School children look on as a Malaria Consortium Child Survival Officer, Andrew Dak Duoth, distributes preventive trachoma antibiotics to two community drug distributors (in red), in Ngop, Unity State, ready for them to start work. Children, because of their outdoors play habits and low immunity to the disease, are the most susceptible to infection, but the blinding effects are often not felt until adulthood.
Community drug distributors use coloured poles to measure the height of people being treated. This method enables them to determine the correct dosage of drugs appropriate for each person. The number on the coloured section of the pole indicates the dosage of antibiotics that the person should receive. Malaria Consortium Community Drug Distributor Simon Nguany Madit gives preventative antibiotics for trachoma to 14 year old Nyayait Kueth in Kalakalak village, Unity State.
Mary Nyekuich Jak helps her youngest daughter, 9 month old Nyalok Ruop Ring, stand against the Malaria Consortium dosage pole, as she waits to receive preventative trachoma antibiotics from Community Drug Distributors in Kotna, Unity State, South Sudan. This child needs 4ml of the antibiotic treatment for Trachoma.
Mary Nyekuich Jak helps her youngest daughter, 9 month old Nyalok Ruop Ring, stand against the Malaria Consortium dosage pole, with her 6 year old Nyamam Beliw Ruop Ring on the other side. Globally, the World Health Organisation reported that in 2011 an estimated 325 million people were living in trachoma-endemic areas and therefore at risk of contracting the disease.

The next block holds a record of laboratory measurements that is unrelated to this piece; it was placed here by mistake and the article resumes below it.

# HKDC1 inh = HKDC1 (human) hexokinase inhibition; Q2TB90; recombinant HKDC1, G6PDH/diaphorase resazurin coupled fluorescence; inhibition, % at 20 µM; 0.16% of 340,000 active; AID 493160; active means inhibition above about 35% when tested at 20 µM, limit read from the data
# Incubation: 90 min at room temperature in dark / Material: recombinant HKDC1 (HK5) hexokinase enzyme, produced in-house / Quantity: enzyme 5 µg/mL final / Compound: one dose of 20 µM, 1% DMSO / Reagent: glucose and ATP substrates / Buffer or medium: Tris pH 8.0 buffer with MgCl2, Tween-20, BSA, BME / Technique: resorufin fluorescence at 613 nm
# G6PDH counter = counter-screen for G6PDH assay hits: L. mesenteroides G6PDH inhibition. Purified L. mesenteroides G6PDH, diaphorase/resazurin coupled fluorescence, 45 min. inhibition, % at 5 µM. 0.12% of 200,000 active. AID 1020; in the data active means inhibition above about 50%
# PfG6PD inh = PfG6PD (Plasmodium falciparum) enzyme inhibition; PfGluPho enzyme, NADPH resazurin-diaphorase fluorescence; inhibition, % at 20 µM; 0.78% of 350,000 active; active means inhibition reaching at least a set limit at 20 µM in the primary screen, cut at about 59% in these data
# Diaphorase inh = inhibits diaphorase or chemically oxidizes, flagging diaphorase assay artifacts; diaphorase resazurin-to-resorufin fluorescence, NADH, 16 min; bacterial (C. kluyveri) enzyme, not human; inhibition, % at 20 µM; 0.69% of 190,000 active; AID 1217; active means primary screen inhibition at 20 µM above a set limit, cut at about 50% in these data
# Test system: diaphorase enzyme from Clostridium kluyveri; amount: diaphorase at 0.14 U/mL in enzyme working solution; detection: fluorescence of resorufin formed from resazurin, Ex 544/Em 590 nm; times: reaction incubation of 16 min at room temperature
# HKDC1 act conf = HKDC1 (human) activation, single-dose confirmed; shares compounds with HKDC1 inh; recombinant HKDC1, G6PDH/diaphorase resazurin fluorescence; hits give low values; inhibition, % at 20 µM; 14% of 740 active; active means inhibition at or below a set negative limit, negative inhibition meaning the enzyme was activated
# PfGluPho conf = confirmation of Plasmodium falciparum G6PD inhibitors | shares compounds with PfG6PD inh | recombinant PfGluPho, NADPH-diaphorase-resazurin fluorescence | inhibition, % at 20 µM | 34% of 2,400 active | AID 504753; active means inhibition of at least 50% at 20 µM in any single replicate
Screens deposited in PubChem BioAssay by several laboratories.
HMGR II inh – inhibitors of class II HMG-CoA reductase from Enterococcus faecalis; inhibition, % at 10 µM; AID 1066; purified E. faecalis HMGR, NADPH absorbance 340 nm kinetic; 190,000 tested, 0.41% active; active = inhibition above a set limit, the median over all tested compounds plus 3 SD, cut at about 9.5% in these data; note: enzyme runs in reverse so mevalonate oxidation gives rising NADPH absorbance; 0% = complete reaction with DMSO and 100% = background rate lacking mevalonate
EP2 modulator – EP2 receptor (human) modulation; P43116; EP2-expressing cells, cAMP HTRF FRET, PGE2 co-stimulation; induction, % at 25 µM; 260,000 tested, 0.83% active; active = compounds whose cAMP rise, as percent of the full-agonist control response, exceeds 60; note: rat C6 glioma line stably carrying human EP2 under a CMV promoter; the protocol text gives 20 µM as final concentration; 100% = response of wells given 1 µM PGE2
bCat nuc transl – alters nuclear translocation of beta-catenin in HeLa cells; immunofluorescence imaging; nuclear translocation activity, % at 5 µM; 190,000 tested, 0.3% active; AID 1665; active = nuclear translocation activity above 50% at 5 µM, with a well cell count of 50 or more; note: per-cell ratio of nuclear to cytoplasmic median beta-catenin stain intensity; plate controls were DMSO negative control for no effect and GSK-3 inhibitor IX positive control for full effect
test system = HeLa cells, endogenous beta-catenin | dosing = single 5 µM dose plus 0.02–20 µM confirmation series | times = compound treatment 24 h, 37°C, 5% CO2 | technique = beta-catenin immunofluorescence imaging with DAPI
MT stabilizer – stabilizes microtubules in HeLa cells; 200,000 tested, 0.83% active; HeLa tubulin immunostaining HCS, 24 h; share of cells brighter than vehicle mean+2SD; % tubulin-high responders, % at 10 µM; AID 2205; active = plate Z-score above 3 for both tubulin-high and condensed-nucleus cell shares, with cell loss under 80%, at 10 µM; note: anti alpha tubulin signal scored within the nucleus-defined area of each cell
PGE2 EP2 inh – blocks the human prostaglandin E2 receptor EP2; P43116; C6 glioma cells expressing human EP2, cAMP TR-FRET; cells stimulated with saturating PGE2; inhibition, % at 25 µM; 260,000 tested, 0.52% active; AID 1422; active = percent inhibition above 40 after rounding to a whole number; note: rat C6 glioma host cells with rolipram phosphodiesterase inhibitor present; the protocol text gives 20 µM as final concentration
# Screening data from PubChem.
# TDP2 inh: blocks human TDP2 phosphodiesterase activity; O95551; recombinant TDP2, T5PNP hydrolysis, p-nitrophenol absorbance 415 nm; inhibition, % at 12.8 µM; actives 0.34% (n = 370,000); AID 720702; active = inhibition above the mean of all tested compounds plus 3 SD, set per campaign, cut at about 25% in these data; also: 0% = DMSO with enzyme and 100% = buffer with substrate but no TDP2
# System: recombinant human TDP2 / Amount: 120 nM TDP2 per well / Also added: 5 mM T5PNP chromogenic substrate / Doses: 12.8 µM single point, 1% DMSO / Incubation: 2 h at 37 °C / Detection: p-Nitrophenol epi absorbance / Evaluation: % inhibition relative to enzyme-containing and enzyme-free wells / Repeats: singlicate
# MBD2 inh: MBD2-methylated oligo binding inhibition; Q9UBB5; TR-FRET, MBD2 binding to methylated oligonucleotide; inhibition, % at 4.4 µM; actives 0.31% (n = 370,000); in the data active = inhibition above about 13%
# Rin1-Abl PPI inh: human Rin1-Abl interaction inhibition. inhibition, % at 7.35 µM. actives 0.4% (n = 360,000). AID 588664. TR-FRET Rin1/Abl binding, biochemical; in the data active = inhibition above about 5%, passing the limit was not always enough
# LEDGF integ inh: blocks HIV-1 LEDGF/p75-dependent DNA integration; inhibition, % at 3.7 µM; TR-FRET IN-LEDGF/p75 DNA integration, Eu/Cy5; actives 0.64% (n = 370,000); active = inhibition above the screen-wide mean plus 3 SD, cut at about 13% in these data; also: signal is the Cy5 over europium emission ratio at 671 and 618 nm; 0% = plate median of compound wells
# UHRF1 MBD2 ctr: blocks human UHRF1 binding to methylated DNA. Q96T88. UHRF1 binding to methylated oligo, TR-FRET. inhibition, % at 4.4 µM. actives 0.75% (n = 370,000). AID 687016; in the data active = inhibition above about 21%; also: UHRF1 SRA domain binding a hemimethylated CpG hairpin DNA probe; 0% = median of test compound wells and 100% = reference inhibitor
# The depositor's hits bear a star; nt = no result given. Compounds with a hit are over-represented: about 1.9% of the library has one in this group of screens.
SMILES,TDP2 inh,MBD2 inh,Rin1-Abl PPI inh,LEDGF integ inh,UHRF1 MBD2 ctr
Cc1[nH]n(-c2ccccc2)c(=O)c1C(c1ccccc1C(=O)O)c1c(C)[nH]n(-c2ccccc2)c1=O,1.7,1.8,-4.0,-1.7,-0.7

Having been measured, this 8 year old is drinks the correct dosage of preventive antibiotic for trachoma as another child looks on, waiting to receive her antibiotic dosage. Children, often playing outdoors, are particularly susceptible to trachoma infection.
With the help of the child’s mother, Malaria Consortium Community Drug Distributor administers the preventative antibiotic for trachoma to three-month old Wuor Majak's eyes in Kalakalak village, Unity State, South Sudan. If left untreated, trachoma can keep families in a continual cycle of poverty with the disease and its long-term effects are transferred from one generation to the next. Across the world, trachoma leads to an estimated $2.9 billion in lost productivity every year.